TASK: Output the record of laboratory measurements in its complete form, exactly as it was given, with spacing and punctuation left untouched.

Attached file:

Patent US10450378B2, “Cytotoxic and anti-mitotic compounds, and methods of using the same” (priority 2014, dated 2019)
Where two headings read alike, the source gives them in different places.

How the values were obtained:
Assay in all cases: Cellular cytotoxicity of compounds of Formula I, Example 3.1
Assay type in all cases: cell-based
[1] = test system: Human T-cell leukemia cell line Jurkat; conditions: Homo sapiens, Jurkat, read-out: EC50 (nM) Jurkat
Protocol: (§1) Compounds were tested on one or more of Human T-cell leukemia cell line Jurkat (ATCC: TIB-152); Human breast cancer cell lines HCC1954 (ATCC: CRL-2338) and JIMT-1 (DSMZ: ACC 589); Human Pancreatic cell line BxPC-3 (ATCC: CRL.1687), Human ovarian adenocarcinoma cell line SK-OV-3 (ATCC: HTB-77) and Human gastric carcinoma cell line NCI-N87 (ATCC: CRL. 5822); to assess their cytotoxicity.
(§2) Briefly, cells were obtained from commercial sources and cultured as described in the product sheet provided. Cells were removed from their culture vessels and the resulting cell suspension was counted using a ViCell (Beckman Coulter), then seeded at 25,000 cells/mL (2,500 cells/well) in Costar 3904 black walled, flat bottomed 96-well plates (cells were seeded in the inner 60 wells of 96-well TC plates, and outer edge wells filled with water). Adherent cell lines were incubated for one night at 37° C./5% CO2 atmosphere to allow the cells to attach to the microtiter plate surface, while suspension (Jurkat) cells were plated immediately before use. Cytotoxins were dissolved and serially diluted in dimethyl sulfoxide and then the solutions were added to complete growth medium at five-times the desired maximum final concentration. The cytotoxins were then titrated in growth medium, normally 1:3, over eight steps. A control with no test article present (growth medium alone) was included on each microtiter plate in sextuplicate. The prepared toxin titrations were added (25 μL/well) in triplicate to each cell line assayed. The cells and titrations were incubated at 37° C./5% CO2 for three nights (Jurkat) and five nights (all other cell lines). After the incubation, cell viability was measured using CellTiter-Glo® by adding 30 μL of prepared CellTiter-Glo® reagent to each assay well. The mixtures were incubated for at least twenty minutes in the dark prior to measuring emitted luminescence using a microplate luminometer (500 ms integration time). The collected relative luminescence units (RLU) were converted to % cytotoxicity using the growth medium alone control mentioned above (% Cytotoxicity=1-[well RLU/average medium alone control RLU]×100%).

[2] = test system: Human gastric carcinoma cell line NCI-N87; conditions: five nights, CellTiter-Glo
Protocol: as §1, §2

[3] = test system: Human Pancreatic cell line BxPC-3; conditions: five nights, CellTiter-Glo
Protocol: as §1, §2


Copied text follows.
Patent US10450378B2, “Cytotoxic and anti-mitotic compounds, and methods of using the same” (priority 2014, dated 2019)
Where two headings read alike, the source gives them in different places.

How the values were obtained:
Assay in all cases: Cellular cytotoxicity of compounds of Formula I, Example 3.1
Assay type in all cases: cell-based
[1] = test system: Human T-cell leukemia cell line Jurkat; conditions: Homo sapiens, Jurkat, read-out: EC50 (nM) Jurkat
Protocol: (§1) Compounds were tested on one or more of Human T-cell leukemia cell line Jurkat (ATCC: TIB-152); Human breast cancer cell lines HCC1954 (ATCC: CRL-2338) and JIMT-1 (DSMZ: ACC 589); Human Pancreatic cell line BxPC-3 (ATCC: CRL.1687), Human ovarian adenocarcinoma cell line SK-OV-3 (ATCC: HTB-77) and Human gastric carcinoma cell line NCI-N87 (ATCC: CRL. 5822); to assess their cytotoxicity.
(§2) Briefly, cells were obtained from commercial sources and cultured as described in the product sheet provided. Cells were removed from their culture vessels and the resulting cell suspension was counted using a ViCell (Beckman Coulter), then seeded at 25,000 cells/mL (2,500 cells/well) in Costar 3904 black walled, flat bottomed 96-well plates (cells were seeded in the inner 60 wells of 96-well TC plates, and outer edge wells filled with water). Adherent cell lines were incubated for one night at 37° C./5% CO2 atmosphere to allow the cells to attach to the microtiter plate surface, while suspension (Jurkat) cells were plated immediately before use. Cytotoxins were dissolved and serially diluted in dimethyl sulfoxide and then the solutions were added to complete growth medium at five-times the desired maximum final concentration. The cytotoxins were then titrated in growth medium, normally 1:3, over eight steps. A control with no test article present (growth medium alone) was included on each microtiter plate in sextuplicate. The prepared toxin titrations were added (25 μL/well) in triplicate to each cell line assayed. The cells and titrations were incubated at 37° C./5% CO2 for three nights (Jurkat) and five nights (all other cell lines). After the incubation, cell viability was measured using CellTiter-Glo® by adding 30 μL of prepared CellTiter-Glo® reagent to each assay well. The mixtures were incubated for at least twenty minutes in the dark prior to measuring emitted luminescence using a microplate luminometer (500 ms integration time). The collected relative luminescence units (RLU) were converted to % cytotoxicity using the growth medium alone control mentioned above (% Cytotoxicity=1-[well RLU/average medium alone control RLU]×100%).

[2] = test system: Human gastric carcinoma cell line NCI-N87; conditions: five nights, CellTiter-Glo
Protocol: as §1, §2

[3] = test system: Human Pancreatic cell line BxPC-3; conditions: five nights, CellTiter-Glo
Protocol: as §1, §2